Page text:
Former West Indies captain Daren Sammy on Sunday said there is needs to be proper education for the youth about anti-racism just like there is for anti-doping or anti-corruption.
In the latest edition of the International Cricket Council’s (ICC) online series Interviews Inside Out, players talked about the diversity of the game, troubles players go through and what the cricket fraternity can do in the ongoing fight against racism.
Hosted by former West Indies pacer and famous broadcaster Ian Bishop, Interviews Inside Out featured a full and frank discussion on diversity and racism in cricket with two-time ICC Men’s T20 World Cup-winning skipper of the West Indies team – Daren Sammy, former ICC Women’s Cricket World Cup and T20 World Cup winner from England and broadcaster – Isa Guha, former South Africa all-rounder – JP Duminy, two-time ICC Men’s Cricket World Cup winner with Australia and leading coach -Tom Moody, and former Pakistan player and broadcaster – Bazid Khan.
“There is a need for education at a systematic level. Just as there is an emphasis on education around anti-doping or anti-corruption, the same emphasis must be given to educating the youth on anti-racism in order to help young cricketers understand diversity in cricket and adapt early on,” said Sammy.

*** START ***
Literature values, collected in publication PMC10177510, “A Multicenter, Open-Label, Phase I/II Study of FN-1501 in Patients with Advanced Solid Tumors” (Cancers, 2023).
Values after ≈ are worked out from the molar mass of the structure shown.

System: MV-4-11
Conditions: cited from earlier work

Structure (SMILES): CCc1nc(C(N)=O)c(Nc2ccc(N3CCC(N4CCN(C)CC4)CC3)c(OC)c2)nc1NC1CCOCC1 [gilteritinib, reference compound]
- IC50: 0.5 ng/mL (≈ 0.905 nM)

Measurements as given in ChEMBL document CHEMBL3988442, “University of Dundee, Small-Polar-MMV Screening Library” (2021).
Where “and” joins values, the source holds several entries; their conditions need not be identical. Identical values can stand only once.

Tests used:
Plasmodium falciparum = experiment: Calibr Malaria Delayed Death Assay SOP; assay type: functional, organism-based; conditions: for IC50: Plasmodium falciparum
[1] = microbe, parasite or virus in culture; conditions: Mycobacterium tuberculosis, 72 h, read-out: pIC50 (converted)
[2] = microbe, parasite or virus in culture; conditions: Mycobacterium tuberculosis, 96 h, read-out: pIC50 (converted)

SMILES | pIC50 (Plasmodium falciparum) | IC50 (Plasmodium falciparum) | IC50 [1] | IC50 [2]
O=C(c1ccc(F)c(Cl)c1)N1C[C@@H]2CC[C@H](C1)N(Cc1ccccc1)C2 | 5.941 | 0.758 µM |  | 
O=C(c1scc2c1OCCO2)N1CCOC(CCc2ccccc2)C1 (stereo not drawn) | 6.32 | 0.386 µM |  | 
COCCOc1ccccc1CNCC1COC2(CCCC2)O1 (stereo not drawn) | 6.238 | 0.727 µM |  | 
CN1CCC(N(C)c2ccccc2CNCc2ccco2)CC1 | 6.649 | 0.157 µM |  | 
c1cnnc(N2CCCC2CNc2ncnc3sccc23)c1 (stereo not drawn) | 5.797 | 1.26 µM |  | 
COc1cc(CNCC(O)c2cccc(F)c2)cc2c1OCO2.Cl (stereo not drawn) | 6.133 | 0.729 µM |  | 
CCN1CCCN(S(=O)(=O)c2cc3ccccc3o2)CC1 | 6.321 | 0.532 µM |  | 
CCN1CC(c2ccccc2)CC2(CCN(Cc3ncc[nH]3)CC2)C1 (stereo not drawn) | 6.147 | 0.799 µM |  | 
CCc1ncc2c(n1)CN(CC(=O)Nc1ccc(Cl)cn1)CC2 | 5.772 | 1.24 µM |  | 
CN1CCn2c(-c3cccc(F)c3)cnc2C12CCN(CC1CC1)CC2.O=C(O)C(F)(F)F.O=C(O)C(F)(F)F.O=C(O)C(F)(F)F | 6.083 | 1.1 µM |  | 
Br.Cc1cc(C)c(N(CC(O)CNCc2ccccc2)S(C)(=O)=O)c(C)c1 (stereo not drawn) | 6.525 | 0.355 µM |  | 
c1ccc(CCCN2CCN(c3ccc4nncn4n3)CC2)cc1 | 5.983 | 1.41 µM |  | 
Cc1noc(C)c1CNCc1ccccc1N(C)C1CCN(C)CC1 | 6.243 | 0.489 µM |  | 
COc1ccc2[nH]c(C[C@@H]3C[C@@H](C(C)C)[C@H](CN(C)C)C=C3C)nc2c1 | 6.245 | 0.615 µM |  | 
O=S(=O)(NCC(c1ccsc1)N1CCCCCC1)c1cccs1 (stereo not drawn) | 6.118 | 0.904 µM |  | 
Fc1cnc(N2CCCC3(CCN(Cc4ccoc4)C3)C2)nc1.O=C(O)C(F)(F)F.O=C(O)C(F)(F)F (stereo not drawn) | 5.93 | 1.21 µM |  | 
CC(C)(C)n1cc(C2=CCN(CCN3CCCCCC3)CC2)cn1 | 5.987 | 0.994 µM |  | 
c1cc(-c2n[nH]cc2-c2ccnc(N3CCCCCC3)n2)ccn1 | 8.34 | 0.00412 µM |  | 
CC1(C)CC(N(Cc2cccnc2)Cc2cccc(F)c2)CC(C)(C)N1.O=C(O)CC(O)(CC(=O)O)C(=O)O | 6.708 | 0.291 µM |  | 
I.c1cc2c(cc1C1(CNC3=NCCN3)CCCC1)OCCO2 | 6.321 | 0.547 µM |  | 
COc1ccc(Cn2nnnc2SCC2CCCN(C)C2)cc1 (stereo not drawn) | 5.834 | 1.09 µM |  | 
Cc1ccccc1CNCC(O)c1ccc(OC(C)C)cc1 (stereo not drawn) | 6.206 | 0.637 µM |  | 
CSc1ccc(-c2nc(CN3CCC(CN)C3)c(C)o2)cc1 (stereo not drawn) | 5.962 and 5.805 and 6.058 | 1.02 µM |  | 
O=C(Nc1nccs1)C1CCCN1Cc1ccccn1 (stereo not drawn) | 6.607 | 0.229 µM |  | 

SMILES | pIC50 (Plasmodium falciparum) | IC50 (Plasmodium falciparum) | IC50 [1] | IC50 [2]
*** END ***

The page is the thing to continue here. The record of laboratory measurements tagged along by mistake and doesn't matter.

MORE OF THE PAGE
Each of the participants shared their personal experiences on racism and suggested possible solutions that could help create a more healthy environment in the sport of cricket. The panelists unanimously agreed on the fact that there is a need for more education at multiple levels and more ownership to make a difference on the subject.
“We have a real opportunity with cricket because it does cross different races, backgrounds, and religions, and does bring all of these different people together. It is really a sport that unites everyone. I mean, look at the current England (men”s) team, we stumbled upon this team that is so diverse. But the most important thing for me is representation,” said Isa.
“This team represents the UK, so people from Muslim communities, black communities can look at these guys and say, they”ve managed to do it, so can I. The other thing I am proud of, about this team is their intention to learn a lot about each other”s cultures. That for me undoubtedly has led to their success. It was similar for us, Ebony (Ebony Rainford-Brent) and I in the 2009 ICC World Cup,” she added.